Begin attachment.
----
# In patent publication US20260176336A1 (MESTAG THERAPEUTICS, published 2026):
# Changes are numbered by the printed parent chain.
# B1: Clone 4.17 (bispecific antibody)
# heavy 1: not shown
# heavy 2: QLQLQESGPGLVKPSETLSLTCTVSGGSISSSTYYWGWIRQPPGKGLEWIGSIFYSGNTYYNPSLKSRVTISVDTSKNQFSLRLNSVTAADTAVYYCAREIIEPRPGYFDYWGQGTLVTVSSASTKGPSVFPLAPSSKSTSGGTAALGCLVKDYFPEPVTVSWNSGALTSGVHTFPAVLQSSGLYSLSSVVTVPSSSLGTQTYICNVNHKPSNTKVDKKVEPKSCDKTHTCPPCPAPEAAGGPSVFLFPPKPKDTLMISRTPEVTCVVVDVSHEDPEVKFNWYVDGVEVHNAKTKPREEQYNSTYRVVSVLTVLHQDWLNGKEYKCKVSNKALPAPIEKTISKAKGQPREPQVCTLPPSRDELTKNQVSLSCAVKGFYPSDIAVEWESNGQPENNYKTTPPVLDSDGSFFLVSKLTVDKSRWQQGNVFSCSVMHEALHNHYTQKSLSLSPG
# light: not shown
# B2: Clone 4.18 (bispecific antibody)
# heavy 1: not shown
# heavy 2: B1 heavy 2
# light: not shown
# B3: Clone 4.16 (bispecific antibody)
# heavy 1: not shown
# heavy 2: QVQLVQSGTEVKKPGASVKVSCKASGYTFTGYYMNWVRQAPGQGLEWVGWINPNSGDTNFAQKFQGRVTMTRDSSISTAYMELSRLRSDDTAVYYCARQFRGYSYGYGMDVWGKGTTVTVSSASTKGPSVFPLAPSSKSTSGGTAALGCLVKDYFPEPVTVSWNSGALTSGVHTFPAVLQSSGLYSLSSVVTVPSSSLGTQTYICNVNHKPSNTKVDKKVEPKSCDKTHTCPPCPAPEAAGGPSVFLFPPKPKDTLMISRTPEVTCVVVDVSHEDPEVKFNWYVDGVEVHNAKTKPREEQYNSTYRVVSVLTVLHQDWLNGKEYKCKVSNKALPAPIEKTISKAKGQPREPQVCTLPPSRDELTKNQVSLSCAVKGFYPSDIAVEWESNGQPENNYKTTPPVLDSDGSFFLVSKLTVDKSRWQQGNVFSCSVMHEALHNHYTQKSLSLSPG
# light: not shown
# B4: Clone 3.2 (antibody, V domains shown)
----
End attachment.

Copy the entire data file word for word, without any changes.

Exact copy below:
# In patent publication US20260176336A1 (MESTAG THERAPEUTICS, published 2026):
# Changes are numbered by the printed parent chain.
# B1: Clone 4.17 (bispecific antibody)
# heavy 1: not shown
# heavy 2: QLQLQESGPGLVKPSETLSLTCTVSGGSISSSTYYWGWIRQPPGKGLEWIGSIFYSGNTYYNPSLKSRVTISVDTSKNQFSLRLNSVTAADTAVYYCAREIIEPRPGYFDYWGQGTLVTVSSASTKGPSVFPLAPSSKSTSGGTAALGCLVKDYFPEPVTVSWNSGALTSGVHTFPAVLQSSGLYSLSSVVTVPSSSLGTQTYICNVNHKPSNTKVDKKVEPKSCDKTHTCPPCPAPEAAGGPSVFLFPPKPKDTLMISRTPEVTCVVVDVSHEDPEVKFNWYVDGVEVHNAKTKPREEQYNSTYRVVSVLTVLHQDWLNGKEYKCKVSNKALPAPIEKTISKAKGQPREPQVCTLPPSRDELTKNQVSLSCAVKGFYPSDIAVEWESNGQPENNYKTTPPVLDSDGSFFLVSKLTVDKSRWQQGNVFSCSVMHEALHNHYTQKSLSLSPG
# light: not shown
# B2: Clone 4.18 (bispecific antibody)
# heavy 1: not shown
# heavy 2: B1 heavy 2
# light: not shown
# B3: Clone 4.16 (bispecific antibody)
# heavy 1: not shown
# heavy 2: QVQLVQSGTEVKKPGASVKVSCKASGYTFTGYYMNWVRQAPGQGLEWVGWINPNSGDTNFAQKFQGRVTMTRDSSISTAYMELSRLRSDDTAVYYCARQFRGYSYGYGMDVWGKGTTVTVSSASTKGPSVFPLAPSSKSTSGGTAALGCLVKDYFPEPVTVSWNSGALTSGVHTFPAVLQSSGLYSLSSVVTVPSSSLGTQTYICNVNHKPSNTKVDKKVEPKSCDKTHTCPPCPAPEAAGGPSVFLFPPKPKDTLMISRTPEVTCVVVDVSHEDPEVKFNWYVDGVEVHNAKTKPREEQYNSTYRVVSVLTVLHQDWLNGKEYKCKVSNKALPAPIEKTISKAKGQPREPQVCTLPPSRDELTKNQVSLSCAVKGFYPSDIAVEWESNGQPENNYKTTPPVLDSDGSFFLVSKLTVDKSRWQQGNVFSCSVMHEALHNHYTQKSLSLSPG
# light: not shown
# B4: Clone 3.2 (antibody, V domains shown)